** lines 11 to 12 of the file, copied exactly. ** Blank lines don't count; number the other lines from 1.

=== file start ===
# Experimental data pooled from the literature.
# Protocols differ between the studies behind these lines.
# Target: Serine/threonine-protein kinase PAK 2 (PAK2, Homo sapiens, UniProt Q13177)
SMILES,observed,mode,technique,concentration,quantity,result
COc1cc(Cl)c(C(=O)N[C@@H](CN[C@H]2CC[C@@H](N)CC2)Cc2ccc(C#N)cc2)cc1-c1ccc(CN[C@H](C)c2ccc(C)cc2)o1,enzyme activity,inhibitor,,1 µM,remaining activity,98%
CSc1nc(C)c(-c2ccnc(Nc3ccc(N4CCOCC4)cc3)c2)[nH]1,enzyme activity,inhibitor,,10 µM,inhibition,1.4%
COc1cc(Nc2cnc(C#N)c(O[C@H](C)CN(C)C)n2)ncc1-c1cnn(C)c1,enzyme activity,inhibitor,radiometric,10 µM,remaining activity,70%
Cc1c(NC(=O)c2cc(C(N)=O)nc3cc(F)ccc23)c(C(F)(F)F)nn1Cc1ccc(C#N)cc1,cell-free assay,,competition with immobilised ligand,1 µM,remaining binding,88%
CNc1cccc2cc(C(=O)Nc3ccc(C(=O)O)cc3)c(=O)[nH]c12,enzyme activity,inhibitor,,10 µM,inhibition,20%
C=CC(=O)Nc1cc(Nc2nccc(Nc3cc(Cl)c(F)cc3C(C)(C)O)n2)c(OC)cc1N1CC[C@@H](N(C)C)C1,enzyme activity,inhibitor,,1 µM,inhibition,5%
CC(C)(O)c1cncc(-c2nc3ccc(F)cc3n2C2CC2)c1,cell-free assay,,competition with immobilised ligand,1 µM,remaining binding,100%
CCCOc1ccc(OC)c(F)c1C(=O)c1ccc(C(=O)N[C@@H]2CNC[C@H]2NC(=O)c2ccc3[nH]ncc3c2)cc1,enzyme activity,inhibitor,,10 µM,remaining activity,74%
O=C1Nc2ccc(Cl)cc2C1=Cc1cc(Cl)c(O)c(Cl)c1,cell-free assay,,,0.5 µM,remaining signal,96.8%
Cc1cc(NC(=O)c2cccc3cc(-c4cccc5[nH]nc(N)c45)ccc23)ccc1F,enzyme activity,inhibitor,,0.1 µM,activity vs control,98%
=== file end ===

CC(C)(O)c1cncc(-c2nc3ccc(F)cc3n2C2CC2)c1,cell-free assay,,competition with immobilised ligand,1 µM,remaining binding,100%
CCCOc1ccc(OC)c(F)c1C(=O)c1ccc(C(=O)N[C@@H]2CNC[C@H]2NC(=O)c2ccc3[nH]ncc3c2)cc1,enzyme activity,inhibitor,,10 µM,remaining activity,74%